5. North Dakota
Approximately 15-18% of North Dakotans takes to the fields, woods, or waterways to hunt every year. With a variety of opportunities ranging from antelope to mallards and a fondness for rural lifestyles, hunters find few places in North Dakota that they do not feel at home.
About 3 million acres of the state are open publicly to hunters. Whitetails and mule deer are common pursuits, and with an August 31st deer archery opener, hunters can experience the full range of deer behavior throughout the season. Don’t ignore the state’s lottery draws for elk, antelope, bighorn sheep, and moose either. Also, if the treestand or spotting scope becomes a bore, North Dakota offers world class pheasant hunting opportunities to get your blood pumping again.
4. South Dakota
Like its northern brother, South Dakota is perhaps best known for its pheasant and upland bird hunting. But don’t sleep on South Dakota’s other hunting opportunities. Intriguing lottery opportunities at bighorn sheep, mountain goat, and even buffalo should catch the interest of any hunter looking for a chance at a unique experience.
Aside from pheasants, deer and antelope also vie for the attention of South Dakota Hunters. A quality herd and mixed habitat of agriculture, shelterbelts, and CRP give hunters a truly western deer hunting experience. With around a quarter of the state’s population enrolled in the hunting ranks and 5 million acres of public land, it easily ranks among the most hunter friendly states in the country.
A respectable 15-17% of Idahoans hunt a variety of species over diverse habitat types across the state. While the percentage of hunters in Idaho’s population is much higher than the national average, the state’s truly impressive hunter-friendly statistic is that well over 60% of the state is public ground.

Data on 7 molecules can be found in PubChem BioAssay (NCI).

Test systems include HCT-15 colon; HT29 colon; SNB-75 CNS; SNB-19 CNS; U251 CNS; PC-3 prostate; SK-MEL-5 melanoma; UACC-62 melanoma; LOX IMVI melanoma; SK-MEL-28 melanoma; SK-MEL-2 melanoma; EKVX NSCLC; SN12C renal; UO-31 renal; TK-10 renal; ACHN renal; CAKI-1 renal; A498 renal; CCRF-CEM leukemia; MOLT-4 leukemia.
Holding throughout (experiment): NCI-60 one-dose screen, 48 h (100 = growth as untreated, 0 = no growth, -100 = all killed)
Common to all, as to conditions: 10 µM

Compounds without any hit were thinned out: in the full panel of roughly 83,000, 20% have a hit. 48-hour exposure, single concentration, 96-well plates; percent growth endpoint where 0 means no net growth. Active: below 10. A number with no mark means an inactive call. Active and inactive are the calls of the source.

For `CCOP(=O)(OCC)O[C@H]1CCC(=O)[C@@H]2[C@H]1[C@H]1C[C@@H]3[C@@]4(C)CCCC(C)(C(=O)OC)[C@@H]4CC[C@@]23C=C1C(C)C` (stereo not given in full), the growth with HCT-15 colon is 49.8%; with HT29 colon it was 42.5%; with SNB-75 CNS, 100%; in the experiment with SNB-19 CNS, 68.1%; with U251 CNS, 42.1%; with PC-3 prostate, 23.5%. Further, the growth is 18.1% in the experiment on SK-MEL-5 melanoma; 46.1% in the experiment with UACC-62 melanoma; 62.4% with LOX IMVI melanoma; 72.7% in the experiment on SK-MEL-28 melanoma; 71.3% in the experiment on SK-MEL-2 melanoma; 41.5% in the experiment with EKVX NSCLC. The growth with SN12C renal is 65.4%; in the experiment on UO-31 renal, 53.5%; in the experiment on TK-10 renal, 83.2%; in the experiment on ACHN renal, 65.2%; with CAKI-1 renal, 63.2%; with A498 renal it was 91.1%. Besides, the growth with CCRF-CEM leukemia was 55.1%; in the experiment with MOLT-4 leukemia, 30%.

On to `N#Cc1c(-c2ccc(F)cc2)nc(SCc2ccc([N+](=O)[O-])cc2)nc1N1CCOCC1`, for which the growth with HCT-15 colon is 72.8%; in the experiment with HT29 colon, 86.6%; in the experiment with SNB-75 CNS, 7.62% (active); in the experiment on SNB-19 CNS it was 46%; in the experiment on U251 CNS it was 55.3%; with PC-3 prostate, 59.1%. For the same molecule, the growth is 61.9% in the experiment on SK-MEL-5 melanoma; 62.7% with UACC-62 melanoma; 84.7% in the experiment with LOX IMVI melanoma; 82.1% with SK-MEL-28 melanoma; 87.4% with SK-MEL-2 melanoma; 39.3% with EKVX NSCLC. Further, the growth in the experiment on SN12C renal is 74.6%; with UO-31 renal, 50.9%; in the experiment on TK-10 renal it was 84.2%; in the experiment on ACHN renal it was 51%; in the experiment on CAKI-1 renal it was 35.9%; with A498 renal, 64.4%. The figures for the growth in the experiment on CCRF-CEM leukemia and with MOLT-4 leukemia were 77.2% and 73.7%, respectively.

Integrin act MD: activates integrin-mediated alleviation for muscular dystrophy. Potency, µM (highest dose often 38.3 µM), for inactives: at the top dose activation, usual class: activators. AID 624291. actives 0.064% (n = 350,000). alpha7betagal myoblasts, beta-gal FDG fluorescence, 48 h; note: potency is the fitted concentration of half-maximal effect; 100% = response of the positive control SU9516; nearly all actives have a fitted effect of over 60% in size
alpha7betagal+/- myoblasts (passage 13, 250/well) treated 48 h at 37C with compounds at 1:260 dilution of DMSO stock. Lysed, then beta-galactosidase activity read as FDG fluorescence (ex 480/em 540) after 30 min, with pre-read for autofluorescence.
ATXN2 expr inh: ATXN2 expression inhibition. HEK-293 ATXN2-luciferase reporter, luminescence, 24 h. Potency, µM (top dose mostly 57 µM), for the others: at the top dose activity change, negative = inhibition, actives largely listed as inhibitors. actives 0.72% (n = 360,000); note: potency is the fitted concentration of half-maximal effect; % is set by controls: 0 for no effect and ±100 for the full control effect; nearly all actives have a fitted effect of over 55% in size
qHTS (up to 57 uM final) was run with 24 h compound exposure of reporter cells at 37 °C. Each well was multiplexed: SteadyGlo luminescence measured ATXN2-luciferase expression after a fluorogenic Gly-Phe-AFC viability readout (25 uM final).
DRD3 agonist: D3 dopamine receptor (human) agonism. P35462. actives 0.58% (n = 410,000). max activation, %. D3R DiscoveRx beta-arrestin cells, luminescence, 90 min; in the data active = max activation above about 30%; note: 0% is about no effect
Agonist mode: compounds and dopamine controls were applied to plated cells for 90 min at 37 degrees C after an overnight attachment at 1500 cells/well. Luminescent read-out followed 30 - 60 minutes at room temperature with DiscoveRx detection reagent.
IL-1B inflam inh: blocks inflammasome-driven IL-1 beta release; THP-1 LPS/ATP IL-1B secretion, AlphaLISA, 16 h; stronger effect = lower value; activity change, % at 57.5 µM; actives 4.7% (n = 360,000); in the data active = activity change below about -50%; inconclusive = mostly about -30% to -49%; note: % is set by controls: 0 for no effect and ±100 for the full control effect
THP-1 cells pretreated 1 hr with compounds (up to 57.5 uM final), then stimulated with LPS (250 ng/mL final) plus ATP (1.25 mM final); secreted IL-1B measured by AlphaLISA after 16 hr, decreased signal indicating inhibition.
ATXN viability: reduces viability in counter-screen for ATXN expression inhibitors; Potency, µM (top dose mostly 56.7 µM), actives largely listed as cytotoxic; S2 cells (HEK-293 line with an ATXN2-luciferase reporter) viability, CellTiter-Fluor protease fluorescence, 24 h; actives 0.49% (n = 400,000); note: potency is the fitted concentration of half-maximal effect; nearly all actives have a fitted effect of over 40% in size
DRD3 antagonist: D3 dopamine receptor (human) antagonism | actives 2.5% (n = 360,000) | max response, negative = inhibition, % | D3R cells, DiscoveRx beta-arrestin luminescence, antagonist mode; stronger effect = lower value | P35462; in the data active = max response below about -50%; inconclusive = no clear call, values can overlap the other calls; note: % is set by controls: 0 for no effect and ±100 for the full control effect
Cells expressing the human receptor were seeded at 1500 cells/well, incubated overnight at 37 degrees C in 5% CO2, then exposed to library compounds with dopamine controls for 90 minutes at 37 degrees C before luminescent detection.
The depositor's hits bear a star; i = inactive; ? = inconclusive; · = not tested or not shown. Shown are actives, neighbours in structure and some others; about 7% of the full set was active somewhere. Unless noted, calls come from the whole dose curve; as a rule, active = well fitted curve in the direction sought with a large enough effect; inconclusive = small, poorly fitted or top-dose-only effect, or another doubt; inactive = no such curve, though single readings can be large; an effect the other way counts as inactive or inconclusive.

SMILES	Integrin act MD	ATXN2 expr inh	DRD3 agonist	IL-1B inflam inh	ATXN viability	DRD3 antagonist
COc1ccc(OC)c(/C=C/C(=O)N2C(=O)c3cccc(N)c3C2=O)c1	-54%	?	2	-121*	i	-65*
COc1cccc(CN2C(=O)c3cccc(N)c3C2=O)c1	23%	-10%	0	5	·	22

Idaho has long been known to hold some stud mule deer, but the Gem State is also a diamond in the rough for whitetail hunters as well. In addition to deer, Idaho offers quality opportunities to hunt black bears, turkey, mountain lions, elk, and even wolves. Controlled hunts are also held for moose, antelope, and bighorn sheep.
Montana has long been on the bucket-list of destinations for traveling hunters. Deer, elk, and pronghorn antelope are the states most sought after game animals, but Montana also offers opportunities at moose, bighorn sheep, bison, and black bear.
About ⅕ of Montanas’s population hunts, which can cause some crowds to develop afield. However, with 50% of the state publicly owned, there is still elbow room to be had across the 30+ million acres of public land. The number of hunters also cultivates local economies that depend on hunting, so many small towns know how to roll out the red carpet for hunters during season.
Hunters love Alaska, and with hunting generating billions of dollars of economic impact yearly, it’s safe to say that Alaska loves hunters. Approximately 15% of residents in Alaska own a hunting license, and many others participate in other wildlife activities such as fishing and trapping.
Alaska puts the BIG in big game opportunities. Home to some of the world’s largest Grizzly and brown bear, as well as moose, mountain goat, and elk. Not to mention the unique musk oxen that roam the seemingly barren tundra. With over 90% of the state owned publicly, much of which is open to hunting, hunters can have truly have a wilderness experience on the Last Frontier.
By shear license numbers, hunting powerhouses like Georgia and Texas could hold legitimate gripes for being left off this list if it were not for the lack of public land access in those states. With hunting access becoming increasingly competitive, public lands are perhaps more important to the hunting community than ever before. Michigan was just squeezed out, as its percentage of hunters, and percentage of public land, is just lower than other similar states.
Also, hunters should consider that we make up only 4-5% of the general population– and that number is shrinking. Without an active role in wildlife management, state politics, and hunter recruitment, the list of hunter-friendly states will shrink.
So, if your state isn’t listed, check out one of these states. In fact, bring a new hunting buddy along. Then, work to make your home state as hunter-friendly as possible.